A market worth over $500 million to US poultry farmers had been closed for five years following an avian flu outbreak. But now China has lifted the ban in order to fill a pork-shaped gap left by swine fever.
China formally reopened its market to US poultry on Thursday, ending a long-standing import ban.
“After being shut out of the market for years, US poultry producers and exporters welcome the reopening of China’s market to their products” said Sonny Purdue, US secretary of agriculture.
“It’s critical they be able to sell their bounty to consumers in other parts of the world,” he added in a tweet.
China is likely to import all types of chicken, turkey and duck, as well as parts of poultry that are not usually consumed in the US such as chicken feet.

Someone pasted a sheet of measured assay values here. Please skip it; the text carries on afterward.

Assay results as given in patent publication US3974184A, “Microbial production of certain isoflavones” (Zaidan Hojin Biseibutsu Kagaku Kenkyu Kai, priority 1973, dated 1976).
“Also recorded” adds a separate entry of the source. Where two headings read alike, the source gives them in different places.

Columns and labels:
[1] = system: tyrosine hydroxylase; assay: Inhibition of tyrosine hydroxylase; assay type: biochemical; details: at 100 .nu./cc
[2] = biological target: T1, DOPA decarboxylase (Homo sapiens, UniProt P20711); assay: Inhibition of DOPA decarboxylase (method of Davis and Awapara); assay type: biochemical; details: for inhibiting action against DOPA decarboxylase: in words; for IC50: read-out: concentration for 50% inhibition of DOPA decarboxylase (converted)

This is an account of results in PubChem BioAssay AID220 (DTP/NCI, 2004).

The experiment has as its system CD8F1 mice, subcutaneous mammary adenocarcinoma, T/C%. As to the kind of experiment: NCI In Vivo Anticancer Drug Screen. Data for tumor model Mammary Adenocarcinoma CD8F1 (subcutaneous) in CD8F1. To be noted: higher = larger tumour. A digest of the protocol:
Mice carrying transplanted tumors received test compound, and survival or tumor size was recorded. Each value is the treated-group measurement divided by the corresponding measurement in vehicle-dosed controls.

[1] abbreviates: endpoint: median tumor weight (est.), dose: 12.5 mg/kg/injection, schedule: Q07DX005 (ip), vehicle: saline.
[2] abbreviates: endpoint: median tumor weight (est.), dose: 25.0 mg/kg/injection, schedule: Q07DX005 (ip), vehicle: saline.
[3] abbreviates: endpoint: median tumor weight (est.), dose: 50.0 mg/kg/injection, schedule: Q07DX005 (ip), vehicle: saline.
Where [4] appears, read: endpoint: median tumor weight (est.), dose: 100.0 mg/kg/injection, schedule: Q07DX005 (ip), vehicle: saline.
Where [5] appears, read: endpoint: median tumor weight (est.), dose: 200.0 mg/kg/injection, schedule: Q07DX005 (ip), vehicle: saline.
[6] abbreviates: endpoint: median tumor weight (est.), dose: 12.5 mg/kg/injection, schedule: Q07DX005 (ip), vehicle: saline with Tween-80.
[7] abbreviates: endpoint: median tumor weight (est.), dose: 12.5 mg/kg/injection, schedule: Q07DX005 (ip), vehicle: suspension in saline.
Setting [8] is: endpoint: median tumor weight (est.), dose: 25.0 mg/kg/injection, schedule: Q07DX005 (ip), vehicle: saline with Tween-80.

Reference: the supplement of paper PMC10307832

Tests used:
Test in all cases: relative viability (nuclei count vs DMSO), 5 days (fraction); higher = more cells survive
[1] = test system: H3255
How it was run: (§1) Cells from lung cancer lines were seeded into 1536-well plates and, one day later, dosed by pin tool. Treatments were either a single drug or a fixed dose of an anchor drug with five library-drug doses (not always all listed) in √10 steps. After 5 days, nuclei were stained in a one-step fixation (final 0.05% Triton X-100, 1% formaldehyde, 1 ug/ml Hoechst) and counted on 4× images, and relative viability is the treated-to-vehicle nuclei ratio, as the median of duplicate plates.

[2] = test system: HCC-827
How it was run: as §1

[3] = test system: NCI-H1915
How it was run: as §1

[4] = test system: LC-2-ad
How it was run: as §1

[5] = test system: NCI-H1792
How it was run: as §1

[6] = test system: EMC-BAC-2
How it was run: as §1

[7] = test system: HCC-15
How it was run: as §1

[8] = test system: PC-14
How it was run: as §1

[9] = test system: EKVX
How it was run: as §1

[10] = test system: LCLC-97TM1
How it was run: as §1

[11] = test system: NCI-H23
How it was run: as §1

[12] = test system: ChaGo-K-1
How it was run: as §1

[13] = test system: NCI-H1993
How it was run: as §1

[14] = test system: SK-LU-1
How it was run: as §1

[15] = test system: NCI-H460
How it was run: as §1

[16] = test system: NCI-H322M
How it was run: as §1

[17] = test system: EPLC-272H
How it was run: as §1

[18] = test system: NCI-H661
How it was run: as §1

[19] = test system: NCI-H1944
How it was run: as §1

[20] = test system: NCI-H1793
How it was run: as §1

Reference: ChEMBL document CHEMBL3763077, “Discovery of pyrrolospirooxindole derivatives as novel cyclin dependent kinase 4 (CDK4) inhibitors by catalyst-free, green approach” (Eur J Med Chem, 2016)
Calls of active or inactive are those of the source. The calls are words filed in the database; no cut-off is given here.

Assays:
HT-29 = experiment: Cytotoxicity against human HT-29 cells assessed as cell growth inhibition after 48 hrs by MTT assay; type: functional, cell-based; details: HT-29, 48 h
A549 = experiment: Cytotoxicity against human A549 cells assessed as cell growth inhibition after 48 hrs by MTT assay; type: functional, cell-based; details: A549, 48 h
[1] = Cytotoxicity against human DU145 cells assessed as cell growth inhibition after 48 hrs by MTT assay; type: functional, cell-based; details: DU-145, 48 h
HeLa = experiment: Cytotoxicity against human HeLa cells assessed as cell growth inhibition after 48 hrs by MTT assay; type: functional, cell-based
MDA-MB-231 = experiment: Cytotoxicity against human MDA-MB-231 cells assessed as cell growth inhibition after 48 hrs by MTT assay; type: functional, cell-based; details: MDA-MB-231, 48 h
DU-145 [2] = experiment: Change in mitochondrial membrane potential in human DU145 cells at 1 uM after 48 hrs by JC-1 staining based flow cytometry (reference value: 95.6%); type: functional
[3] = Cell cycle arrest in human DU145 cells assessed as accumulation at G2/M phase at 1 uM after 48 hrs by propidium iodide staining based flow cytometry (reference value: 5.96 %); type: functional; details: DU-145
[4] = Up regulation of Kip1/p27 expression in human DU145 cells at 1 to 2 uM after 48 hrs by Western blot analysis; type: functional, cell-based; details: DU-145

US Trade Representative Robert Lighthizer welcomed the lifting of the “unwarranted” ban.
“China is an important export market for America’s poultry farmers, and we estimate they will now be able to export more than $1 billion (€0.9 billion), worth of poultry and poultry products each year to China,” he said.
The US Food Safety and Inspection Service last week lifted its restrictions on the import of poultry slaughtered in China. It is another step in normalizing relations between the two countries as they attempt to resolve a damaging tariff war.
From avian flu to swine fever
The Chinese government banned all US poultry following an outbreak of avian flu in the US in December 2014.
The ban remained in place ever since, despite the US being cleared from the outbreak in 2017.
Prior to the ban, the US market for poultry imports into China had been worth over $500 million, according to the Office of the United States Trade Representative.